ANZ and Westpac have again hiked the interest rate on their fixed rate loan products.
The quick-fire rate hikes now see a five-year fixed-rate loan from ANZ with an interest rate of 6.09 per cent, up 0.9 per cent, while Westpac has reached 5.39 per cent, up 0.5 per cent on their five-year loan.
RateCity.com.au research director, Sally Tindall said fixed rates are likely to keep rising.
“ANZ and Westpac have fired off yet another round of hikes as the cost of fixed-rate funding continues to rise, alongside market expectations the cash rate could hit 4 per cent,” Ms Tindall said.
“We’ve now got fixed rates for owner-occupiers starting with a ‘5’ and in some cases a ‘6’.”
Ms Tindall said the majority of ANZ’s owner-occupier fixed rates have risen by 3.5 percentage points or more in the last 12 months.
“One of the biggest rises has been to the bank’s three-year fixed rate. It has shot up by 3.85 percentage points in less than a year,” she said.
Fixed rates aren’t the only loans undergoing a major transformation with Reserve Bank of Australia Governor, Philip Lowe suggesting the Board would consider hiking the cash rate again next month by either 0.25 percentage points or 0.50 percentage points.
If the RBA hikes by 0.5 percentage points in July, a borrower with a $500,000 loan could see their repayments rise by an additional $137 per month.
“While Governor Lowe has poured cold water on suggestions the cash rate could get to 4 per cent by Christmas, the Board is likely to continue its rapid-fire approach to cash rate hikes over the next six months,” Ms Tindall said.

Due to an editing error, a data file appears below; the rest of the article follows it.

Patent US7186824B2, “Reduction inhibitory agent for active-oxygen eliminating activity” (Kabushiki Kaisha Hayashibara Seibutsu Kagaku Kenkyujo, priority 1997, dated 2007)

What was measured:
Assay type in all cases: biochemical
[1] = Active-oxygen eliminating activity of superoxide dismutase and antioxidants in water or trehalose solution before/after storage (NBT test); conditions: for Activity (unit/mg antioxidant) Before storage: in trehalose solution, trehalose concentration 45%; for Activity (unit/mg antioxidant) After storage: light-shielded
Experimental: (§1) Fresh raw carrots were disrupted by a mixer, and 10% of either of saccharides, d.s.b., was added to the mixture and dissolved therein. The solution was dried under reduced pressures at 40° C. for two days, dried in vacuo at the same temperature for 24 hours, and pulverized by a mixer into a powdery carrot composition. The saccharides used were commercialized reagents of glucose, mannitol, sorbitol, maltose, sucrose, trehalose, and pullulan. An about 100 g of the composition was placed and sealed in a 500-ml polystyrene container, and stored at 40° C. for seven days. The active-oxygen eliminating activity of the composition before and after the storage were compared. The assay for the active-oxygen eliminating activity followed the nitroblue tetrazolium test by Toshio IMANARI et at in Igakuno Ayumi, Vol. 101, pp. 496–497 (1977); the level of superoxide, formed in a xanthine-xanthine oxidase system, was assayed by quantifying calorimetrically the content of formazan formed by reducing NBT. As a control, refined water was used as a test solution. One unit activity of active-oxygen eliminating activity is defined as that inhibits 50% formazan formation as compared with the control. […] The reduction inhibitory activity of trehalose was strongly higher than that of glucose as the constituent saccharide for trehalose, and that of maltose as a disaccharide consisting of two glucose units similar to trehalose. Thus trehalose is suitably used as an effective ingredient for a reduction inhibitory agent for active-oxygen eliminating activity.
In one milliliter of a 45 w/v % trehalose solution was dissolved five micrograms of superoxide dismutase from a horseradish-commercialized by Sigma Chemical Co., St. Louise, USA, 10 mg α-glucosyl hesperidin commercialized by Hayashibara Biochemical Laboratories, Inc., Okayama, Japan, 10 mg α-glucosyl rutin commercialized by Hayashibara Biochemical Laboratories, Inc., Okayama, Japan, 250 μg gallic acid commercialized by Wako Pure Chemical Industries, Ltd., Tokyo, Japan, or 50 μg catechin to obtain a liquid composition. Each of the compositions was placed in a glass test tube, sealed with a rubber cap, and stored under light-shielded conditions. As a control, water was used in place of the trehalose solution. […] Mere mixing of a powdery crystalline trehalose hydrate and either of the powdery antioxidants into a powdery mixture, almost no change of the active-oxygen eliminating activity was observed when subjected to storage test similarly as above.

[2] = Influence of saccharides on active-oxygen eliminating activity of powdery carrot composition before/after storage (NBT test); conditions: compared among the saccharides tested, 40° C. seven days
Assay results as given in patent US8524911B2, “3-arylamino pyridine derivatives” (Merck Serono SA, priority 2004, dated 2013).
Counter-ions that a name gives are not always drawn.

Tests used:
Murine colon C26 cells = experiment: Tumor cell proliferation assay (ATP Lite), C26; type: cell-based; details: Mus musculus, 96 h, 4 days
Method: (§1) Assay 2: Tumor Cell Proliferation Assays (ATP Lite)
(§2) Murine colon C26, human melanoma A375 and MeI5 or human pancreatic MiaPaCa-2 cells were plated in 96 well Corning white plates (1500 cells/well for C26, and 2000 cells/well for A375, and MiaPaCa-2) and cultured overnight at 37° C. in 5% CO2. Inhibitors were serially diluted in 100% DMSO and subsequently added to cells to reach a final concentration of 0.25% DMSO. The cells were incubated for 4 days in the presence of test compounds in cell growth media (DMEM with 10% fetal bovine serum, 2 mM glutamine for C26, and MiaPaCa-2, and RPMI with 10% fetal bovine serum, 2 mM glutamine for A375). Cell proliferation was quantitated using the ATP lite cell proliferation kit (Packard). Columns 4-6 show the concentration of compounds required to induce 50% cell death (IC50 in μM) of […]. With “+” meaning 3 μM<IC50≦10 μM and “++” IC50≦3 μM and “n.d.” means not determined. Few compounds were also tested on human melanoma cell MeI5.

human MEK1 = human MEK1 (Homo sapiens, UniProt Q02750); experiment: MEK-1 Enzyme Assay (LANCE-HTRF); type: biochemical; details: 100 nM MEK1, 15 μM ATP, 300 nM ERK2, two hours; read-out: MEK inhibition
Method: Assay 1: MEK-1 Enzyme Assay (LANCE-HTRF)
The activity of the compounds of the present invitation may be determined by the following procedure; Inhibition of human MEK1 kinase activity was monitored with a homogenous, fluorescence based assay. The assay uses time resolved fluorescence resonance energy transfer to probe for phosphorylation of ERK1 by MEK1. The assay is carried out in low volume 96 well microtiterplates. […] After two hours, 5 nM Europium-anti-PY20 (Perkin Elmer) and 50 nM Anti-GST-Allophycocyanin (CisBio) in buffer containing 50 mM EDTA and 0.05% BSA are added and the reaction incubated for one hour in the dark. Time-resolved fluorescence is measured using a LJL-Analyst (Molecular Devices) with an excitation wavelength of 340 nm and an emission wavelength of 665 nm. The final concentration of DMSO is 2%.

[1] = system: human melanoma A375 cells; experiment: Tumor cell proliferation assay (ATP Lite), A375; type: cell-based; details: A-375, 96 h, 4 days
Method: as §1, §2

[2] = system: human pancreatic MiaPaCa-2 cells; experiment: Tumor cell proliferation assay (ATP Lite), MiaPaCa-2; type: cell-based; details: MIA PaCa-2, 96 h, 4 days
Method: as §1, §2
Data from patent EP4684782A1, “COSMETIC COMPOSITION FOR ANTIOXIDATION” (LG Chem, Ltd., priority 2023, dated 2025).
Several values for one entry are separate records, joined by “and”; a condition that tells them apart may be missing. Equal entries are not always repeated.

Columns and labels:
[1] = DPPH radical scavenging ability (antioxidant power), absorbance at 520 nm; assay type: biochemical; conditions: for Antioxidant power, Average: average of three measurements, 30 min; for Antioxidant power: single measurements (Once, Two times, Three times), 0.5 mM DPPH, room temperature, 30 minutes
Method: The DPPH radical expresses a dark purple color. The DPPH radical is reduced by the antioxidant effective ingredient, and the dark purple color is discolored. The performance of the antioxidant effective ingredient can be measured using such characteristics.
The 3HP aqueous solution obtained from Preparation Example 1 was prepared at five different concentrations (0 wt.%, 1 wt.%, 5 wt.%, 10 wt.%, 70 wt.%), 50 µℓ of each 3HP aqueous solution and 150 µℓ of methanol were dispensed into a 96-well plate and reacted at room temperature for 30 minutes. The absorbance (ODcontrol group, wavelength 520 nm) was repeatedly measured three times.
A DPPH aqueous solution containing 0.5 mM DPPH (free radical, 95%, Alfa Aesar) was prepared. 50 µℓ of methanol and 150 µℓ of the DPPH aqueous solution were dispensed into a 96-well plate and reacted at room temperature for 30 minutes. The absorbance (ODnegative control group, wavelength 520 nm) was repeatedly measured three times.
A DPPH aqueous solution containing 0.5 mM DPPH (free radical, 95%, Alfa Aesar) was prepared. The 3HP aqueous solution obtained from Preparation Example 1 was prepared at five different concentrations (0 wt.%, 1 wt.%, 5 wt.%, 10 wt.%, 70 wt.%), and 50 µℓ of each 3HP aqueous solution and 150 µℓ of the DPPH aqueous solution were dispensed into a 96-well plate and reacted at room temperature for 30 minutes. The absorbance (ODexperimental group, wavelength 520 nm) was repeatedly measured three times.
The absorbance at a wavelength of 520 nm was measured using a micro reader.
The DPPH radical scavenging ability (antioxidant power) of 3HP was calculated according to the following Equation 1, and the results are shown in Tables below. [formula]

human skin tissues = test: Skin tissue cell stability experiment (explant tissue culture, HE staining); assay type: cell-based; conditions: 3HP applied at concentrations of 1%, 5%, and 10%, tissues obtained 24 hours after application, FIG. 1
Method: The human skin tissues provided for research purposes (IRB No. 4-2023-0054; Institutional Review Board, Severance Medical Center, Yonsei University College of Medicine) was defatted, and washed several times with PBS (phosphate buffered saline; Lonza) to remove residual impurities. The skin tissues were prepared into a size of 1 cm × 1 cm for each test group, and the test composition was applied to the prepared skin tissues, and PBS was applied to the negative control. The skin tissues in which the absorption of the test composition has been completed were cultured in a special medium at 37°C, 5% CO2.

“The RBA is ripping the low-rate band-aid off, and quickly.
“For many Australians it’s going to sting.”
Ms Tindall said borrowers need to get their finances in order in the event the RBA continues to hike rates.
“Variable rate borrowers should prepare themselves for another double hike in July and for the cash rate to rise above 2 per cent by Christmas – potentially well above this mark,” she said.
Ms Tindall said households with savings buffers in place and recent pay rises should be able to adjust to higher interest rates, however, many will still struggle.
“There will be plenty of families who will soon find it difficult to balance the monthly budget, particularly if the cost of living continues to spike, as it’s expected to do.”
“If you don’t think you’ll be able to make ends meet by Christmas, start making changes now. Review all your regular bills and expenses to see where you can make cutbacks, or potentially switch to a more competitive deal.
“If you can’t see a path through, put up your hand and ask for help. There are experts that can provide free financial advice to help you chart a course through these difficult financial times.”